There could be compensatory movements of the shoulder, [shoulder abduction for pronation and shoulder adduction – for supination compensation]. But severe cases may not be able to compensate.
There could be hypermobility of the wrist joint.
An abnormal carrying angle [[angle between arm and forearm axis] or forearm shortening observed.
Pain may be noted in the teenage years and often accompanies radial head subluxation may be noted.
The extension of the elbow may be limited.
Patients with unilateral congenital radioulnar synostosis have lesser limitations.
The involved forearm is thinner than normal and somewhat twisted in appearance.
AP and lateral radiographs of forearm and elbow are able to diagnose congenital radioulnar synostosis.
- There is proximal synostosis
- Radius is wide and bowed
- Ulna is narrow and straight
- Radial head may be dislocated/ malformed
Radiographic follow-up is required even in asymptomatic cases to note any progressive subluxation of the radial head.
Nonoperative treatment is the preferred treatment especially in asymptomatic patients with unilateral affliction. It consists of observation and monitoring of symptoms.
Each patient is individually evaluated to determine the treatment required.
Severe deformity and is bilateral involvement may be considered for surgery.
Following patients should not be considered for surgery
- Patients with neutral rotation or mild pronation
- Without many functional limitations
The actual decision for surgery is based on the limitation of functions rather than the absolute forearm position.
The patients with subluxation of head require excision of the head at skeletal maturity. The rest of the procedures should be performed in preschool age.
Indications for surgery are [first is absolute indication while rest are relative]
- The deformity is limiting the ability to participate in specific activities (sports, hygiene, eating)
- Severe pronation deformity [greater than 60 degrees]
- Bilateral deformities
The surgical options include
- Mobilization of the synostosis
- Attempts to restore active forearm rotation
- Rotational osteotomy
- Changes forearm orientation to improve forearm and hand position
- No effect on rotational movements
These surgeries aim at achieving and maintaining motion at the synostosis site. These involve the excision of synostosis and the interposition of inert tissue to prevent the reformation of synostosis.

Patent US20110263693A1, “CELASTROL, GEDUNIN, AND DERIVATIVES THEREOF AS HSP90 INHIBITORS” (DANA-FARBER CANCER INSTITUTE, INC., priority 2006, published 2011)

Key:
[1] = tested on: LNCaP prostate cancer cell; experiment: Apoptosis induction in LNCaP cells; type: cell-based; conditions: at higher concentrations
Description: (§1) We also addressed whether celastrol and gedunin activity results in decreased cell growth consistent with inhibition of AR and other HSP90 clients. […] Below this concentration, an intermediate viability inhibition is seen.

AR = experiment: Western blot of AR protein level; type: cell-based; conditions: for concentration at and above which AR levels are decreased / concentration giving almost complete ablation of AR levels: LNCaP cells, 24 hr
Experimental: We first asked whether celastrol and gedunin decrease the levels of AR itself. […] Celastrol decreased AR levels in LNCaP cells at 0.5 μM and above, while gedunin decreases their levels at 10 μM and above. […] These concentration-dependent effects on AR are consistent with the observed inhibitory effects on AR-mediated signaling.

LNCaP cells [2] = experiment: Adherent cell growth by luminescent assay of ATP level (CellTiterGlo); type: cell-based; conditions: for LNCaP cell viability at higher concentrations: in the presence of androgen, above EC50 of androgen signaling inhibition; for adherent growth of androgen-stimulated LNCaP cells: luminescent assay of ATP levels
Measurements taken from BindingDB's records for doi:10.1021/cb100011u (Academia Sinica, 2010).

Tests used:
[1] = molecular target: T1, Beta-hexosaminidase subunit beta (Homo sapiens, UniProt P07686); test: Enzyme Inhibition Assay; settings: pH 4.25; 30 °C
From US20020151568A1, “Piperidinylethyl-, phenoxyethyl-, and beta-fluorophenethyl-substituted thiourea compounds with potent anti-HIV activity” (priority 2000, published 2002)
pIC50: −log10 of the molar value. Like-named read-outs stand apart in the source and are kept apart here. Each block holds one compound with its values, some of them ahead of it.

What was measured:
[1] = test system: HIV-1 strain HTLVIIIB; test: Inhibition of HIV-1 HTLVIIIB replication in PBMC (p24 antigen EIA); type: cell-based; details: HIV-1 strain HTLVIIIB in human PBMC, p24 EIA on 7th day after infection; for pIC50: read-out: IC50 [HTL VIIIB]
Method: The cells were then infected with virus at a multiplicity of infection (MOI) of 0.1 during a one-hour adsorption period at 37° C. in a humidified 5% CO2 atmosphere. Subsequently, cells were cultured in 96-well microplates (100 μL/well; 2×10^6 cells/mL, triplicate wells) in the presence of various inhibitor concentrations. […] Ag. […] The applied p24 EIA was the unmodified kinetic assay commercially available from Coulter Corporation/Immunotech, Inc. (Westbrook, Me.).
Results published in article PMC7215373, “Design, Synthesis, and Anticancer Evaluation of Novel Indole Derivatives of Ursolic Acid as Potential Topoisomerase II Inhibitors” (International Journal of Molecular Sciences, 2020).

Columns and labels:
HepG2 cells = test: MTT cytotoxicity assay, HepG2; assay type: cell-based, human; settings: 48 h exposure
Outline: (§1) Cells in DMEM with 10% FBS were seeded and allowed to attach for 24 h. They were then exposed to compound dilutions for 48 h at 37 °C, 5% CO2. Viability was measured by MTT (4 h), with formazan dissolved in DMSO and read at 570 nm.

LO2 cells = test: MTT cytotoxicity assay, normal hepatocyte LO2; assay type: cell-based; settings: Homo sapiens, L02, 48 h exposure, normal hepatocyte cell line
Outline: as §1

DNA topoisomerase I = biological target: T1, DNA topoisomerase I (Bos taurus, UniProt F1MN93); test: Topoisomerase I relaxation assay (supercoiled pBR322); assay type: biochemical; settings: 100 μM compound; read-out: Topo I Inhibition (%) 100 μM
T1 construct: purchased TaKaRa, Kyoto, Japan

The aim is to restore active forearm rotation.
The tissue interposed is vascularized fascio-fat graft which is said to be better than fat. Silicone or muscle have also been used.
The results are unsatisfactory in most cases. At best there is a slight improvement in motion and recurrence of synostosis is common.
Tendon transfers are also combined with mobilization procedures to achieve better supination.
Osteotomy and Derotation
It is the most preferred and successful procedure. It involves osteotomy, rotational correction, and fixation with transcutaneous pins.
The osteotomy is preferred through the synostosis but carries a greater risk of neurovascular compromise.
Other sites of osteotomy are
- Radius and ulna diaphysis distal to synostosis
- Different level of osteotomy for each bone
- Less soft tissue tightness
- Lesser risk of neurovascular compromise
- Distal radial diaphysis
The correction can be done at the time of osteotomy or after about 10 days of the osteotomy. Gradual correction can be achieved by using a ring fixator.
In case of unilateral deformity, the affected forearm is placed in neutral rotation. In bilateral deformities, one side is placed in 20-30 degrees of pronation and the other, in 20-30 degrees of supination.
Overall, surgical treatment of congenital radioulnar synostosis has high failure rates. The use of postoperative indomethacin or low-dose limited field irradiation within the first 5 days after surgery has been shown to be effective in limiting the recurrence.